Upon entering the Durham Convention Center, we were given our “Fellows” badges, along with tickets to certain screenings and a little swag bag. We then proceeded to our first film for opening night,
, which is the story of three climbers who embark on an incredibly difficult and treacherous hike up to the Shark’s Fin on Mount Meru. Along with a wonderful story, the film was beautiful and full of stunning visuals. I left the theater with a great sense of awe and insight.
The following day, we had our first master class, which was with the filmmakers of
, Jimmy Chin and Chai Vasarhelyi. We were all very excited to have the opportunity to interact with them. It was great to hear what they had to say about how they got into the documentary business and how their lives have progressed over the years. The energy from that whole experience stayed with everyone throughout the day.
For the remainder of the weekend, we continued to meet many people who had profound effects on all of us. After a screening of
3 ½ Minutes
, we met the father of Jordan Davis, who was shot at a gas station in Florida a few years ago, which is something that is going to stay with me; the film will be on HBO later this year.
We also met Ryan White, who made
The Case Against 8
(Oscar shortlist!) and
Good Ol’ Freda
, who offered great advice about where to go after film school and how to work your way up in the documentary world. There are so many more memories I have from this weekend that I could go on forever talking about. Hopefully next year I will have the opportunity to attend again as a fellow!
Monica Petruzzelli (BFA/News and Documentary ’16)
4 days, 6 fellows, and dozens of documentaries made for a whirlwind of a trip to North Carolina. Over the past few days my colleagues and I have had the opportunity to travel across the county to see world premieres of this year’s leading documentaries at the Full Frame Film Festival. Some of my highlights include meeting directors such as Jimmy Chin (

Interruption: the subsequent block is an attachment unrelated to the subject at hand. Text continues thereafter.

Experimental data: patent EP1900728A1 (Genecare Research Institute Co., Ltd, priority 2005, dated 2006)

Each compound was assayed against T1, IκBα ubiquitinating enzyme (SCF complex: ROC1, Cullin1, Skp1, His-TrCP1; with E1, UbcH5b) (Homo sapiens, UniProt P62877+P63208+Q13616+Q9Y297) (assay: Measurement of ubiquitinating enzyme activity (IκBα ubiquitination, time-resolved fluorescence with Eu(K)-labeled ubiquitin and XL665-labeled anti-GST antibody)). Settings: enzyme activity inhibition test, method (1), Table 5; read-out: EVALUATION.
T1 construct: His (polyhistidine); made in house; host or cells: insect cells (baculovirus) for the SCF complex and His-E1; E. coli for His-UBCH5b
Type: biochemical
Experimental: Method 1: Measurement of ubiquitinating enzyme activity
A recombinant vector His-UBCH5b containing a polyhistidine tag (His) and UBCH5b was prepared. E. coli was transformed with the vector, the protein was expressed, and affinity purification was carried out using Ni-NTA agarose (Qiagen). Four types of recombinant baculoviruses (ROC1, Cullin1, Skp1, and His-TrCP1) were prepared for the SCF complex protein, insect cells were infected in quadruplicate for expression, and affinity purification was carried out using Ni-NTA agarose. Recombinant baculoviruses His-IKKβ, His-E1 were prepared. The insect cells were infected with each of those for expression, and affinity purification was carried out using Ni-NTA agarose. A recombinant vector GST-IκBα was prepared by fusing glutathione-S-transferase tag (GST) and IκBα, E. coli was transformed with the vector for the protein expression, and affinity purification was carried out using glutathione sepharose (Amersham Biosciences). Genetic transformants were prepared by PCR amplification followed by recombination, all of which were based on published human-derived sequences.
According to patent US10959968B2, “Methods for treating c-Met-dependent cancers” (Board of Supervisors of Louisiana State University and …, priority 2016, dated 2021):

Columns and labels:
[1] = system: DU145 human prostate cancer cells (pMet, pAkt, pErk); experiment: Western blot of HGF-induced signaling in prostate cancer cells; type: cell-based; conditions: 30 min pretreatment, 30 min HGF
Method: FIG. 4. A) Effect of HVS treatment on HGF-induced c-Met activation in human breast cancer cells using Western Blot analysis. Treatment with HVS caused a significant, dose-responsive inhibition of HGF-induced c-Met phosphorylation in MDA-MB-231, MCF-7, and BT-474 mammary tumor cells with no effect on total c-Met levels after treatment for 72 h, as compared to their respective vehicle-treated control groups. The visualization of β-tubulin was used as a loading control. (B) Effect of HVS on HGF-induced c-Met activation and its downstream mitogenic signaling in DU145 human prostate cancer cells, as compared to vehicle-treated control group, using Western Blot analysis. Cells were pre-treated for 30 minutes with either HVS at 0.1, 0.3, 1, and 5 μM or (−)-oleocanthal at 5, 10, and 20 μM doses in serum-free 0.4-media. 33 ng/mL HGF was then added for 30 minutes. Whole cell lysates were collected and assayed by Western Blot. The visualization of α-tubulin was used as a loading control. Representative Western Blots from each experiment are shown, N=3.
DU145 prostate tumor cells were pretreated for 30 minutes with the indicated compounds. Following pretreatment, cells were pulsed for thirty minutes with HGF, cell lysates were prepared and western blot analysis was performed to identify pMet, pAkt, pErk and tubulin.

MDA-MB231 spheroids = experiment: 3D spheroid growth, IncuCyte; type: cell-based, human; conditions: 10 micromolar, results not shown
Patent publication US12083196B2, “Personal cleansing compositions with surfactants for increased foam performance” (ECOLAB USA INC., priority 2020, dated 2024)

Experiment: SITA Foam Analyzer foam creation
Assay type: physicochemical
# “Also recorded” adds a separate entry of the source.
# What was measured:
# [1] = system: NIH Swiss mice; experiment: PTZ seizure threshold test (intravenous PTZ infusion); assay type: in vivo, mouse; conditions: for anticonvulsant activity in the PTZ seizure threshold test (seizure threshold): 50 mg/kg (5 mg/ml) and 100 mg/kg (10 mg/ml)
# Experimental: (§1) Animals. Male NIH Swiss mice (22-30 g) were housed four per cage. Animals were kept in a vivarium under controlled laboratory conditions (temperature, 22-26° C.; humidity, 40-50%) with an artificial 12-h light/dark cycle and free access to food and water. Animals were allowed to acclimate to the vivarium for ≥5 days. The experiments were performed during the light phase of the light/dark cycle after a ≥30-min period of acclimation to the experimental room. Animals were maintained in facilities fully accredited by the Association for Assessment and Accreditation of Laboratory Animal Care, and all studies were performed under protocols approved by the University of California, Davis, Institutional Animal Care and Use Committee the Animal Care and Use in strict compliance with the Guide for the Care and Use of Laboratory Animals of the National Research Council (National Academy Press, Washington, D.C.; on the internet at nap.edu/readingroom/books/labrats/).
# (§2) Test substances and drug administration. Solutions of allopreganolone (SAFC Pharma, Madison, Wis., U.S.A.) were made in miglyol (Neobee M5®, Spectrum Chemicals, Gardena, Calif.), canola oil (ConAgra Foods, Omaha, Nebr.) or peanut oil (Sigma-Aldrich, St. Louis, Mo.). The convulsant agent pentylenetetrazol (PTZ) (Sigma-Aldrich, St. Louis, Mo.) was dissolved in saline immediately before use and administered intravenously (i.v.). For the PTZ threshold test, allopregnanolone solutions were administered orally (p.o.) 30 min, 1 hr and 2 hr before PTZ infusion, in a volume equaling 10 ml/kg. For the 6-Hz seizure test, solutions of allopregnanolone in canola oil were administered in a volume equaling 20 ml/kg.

), Ryan White (
Good Ol’ Freida, The Case Against 8
) and networking with people from around the world who share my passion.
From the screenings to the Q&A’s with the industry’s best, I know the knowledge I have gained from the fest will stay with me throughout my career. The Full Frame Film Festival reminded me why I set out to pursue documentary making – to inform, inspire and incite change in my community and beyond.
Ceylan Carhoglu (BFA/Film Production ’16
This is our last day at the Full Frame Festival. It’s been such a great experience to meet the filmmakers of award winning documentaries and having the opportunity to learn how they came to the places they’re right now.
This festival is such a supportive environment. You get to ask the directors and producers any questions you have and hear their advice for you. My favorite advice was from Jimmy Chin, the director of
: in order to make it in this business he said “Commit and figure it out!”- that’s how he started filming for Nat Geo.
Throughout this weekend, I’ve cried and laughed at the same time and learnt that there’s no limit to how you tell a story- everyone has their own unique style and they work in different ways. Generally, I can’t see more than 3 movies in a day but even the long lines didn’t stop us from seeing more than 3 a day. I can’t wait to go back next year!
Thanks to all the students who attended and shared their stories with us!